Outside normal surgery hours you can still phone your GP surgery, but you’ll usually be directed to an out-of-hours service. The out-of-hours period is from 6.30pm to 8.00am on weekdays and all day at weekends and on bank holidays.
If it is not an immediate emergency then call NHS Direct on 111.
I appreciate that when this when this was launched there were many problems but it has improved during the last few months and when I asked those that attended the Patient Participation Group there was good positive feedback.
- If it is advise you need the receptionist will transfer you to a doctor or nurse practitioner.
- If you wish to see a doctor they will make an appointment for you to see a doctor or nurse at the Urgent Care Centre(UCC).
The nearest UCC in W13 & W5 is Ealing Hospital. This open 24 hours every day of the year.
Details of this or other local UCC can be obtained on the following website:-
http://www.nhs.uk/Service Search/Urgent%20Care/LocationSearch/0If you are given an appointment it is important to turn up or cancel the appointment as the the receptionist has the responsibly to chase you up to find out to find out what has happened before removing a patient off the screen. Having been alongside a receptionist making enquiries as to why the patient has not turned up to hear answers such as ‘the child went to sleep’ or ‘the patient is better and they have gone out’ or ‘we called an ambulance because we can’t afford a taxi’ is not helpful in making a service efficient.
If you turn up in A&E it is possible that you may be directed to this service but may have to wait longer to be seen. Hence it is in your own interest to phone 111 to make an appointment.
If the doctor seeing you feels you need further investigation or a specialist opinion they will consult their specialist colleagues at the same hospital or another local hospital and arrange for you to be seen. You will not have to queue again in A&E.
- If for some reason you are unable to leave your home for medical reasons ( bed-bound or terminally ill) the receptionist will refer you to a doctor working alongside them to arrange for one of the mobile doctors to visit. Although the doctor does NOT have access to your medical records the details of the telephone conversation, consultation or visit including any treatment given is recorded and then faxed to your usual doctor for them to receive the following morning. Dr Livingston and myself read these before a morning surgery and if we either need to see you will telephone or write to you but you may be told to see your GP next day. The record is then scanned on to your computer record.
By doing this we are attempting get good continuity of care.
I occasionally work in one of the local centres( much to patient’s surprise when faced with me) as do many of our local GP’s and it gives me a chance to appreciate how the system works.
- If it is a serious injury or illness then call 999 but if you are unsure call 111 first and they can arrange an ambulance or for you to be seen urgently.
A&E departments assess and treat patients with serious injuries or illnesses. Generally, you should visit A&E or call 999 for life-threatening emergencies, such as:
- loss of consciousness
- acute confused state and fits that are not stopping
- persistent, severe chest pain
- breathing difficulties
- severe bleeding that cannot be stopped
I viewed this on the NHS Choices (http://www.nhs.uk) website and thought it would be good for all to view:-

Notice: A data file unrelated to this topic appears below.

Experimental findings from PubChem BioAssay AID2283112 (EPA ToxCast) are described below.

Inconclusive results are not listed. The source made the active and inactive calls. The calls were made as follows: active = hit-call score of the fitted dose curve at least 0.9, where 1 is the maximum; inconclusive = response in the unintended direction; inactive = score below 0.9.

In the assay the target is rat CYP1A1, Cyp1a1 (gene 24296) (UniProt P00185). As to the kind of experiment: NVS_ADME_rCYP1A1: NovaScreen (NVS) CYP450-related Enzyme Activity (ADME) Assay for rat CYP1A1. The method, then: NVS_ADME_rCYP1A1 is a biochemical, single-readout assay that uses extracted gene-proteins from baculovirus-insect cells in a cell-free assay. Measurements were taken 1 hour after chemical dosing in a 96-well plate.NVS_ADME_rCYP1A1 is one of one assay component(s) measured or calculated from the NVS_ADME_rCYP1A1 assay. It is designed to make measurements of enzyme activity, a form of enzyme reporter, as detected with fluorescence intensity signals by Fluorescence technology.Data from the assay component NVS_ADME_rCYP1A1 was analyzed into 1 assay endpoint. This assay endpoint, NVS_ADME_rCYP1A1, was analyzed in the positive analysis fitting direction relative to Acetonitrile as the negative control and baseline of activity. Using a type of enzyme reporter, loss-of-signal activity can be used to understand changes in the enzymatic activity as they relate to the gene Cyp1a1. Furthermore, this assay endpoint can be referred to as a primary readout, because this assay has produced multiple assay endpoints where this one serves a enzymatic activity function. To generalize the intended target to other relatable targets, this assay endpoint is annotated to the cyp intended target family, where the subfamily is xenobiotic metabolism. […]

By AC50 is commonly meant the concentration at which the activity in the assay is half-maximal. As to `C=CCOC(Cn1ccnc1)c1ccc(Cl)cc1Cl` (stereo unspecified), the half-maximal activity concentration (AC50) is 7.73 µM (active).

If an ambulance is needed, call 999, the emergency phone number in the UK.
You can also dial 112, which is the ambulance number throughout the European Union.
Major A&E departments offer access 24 hours a day, 365 days a year, although not all hospitals have an A&E department. At A&E a doctor or nurse will assess your condition and decide on further action.
Emergency dental service is available Monday to Friday 6pm – 10pm, Saturday, Sunday and Bank Holidays 9am – 10pm.
Tel: 020 3402 1312
Otherwise phone 111 to ask advise.
Mental health emergencies
If a person’s mental or emotional state quickly worsens, this can be treated as a mental health emergency or mental health crisis.
24 hour support line: 0300 1234 244
SANELINE on 0845 767 8000 – open 1pm – 11pm every day
If you use the services of the Gender Identity Clinic and have an urgent issue, please contact your GP.
If it is a medical emergency, please call 999. If you are in acute emotional distress and your GP is unavailable, please contact the Samaritan support group on 08457 90 90 90 or visit http://www.samaritans.org.
If you are worried about a family member or someone you care for whose health has suddenly gone downhill, you can also call the Samaritans or our 24 hour support line for help and advice.
In this situation, it’s important to get help as soon as possible. Contact NHS 111 to find out where help is available. If you feel the person is in immediate danger then call 999.
Emergency contraception can stop you becoming pregnant after having unprotected sex. Two methods are available, the ‘morning after’ pill and the copper intrauterine device (IUD). The pill can be taken up to 72 hours after sex and is available free from your GP and most family planning clinics. It is also available from some pharmacies. The IUD is a plastic and copper device that is fitted into the woman’s womb by a doctor or nurse within five days of having unprotected sex.
If you need to find a pharmacy who may supply ‘morning after pill’ the following link will be helpful
Also refer to our website to find out where the nearest Family planning clinics are located.
Walk in clinic
If for any reason you are not able to attend your GP surgery or need medical attention you can either walk in to the Urgent Vare Centre at Ealing Hospital open 24hours.
Our local clinic is at:-
Featherstone Road Clinic, Southall UB2 4BQ
Tel. 020 3313 9880
Mondays to Sundays
8:00am – 8.00pm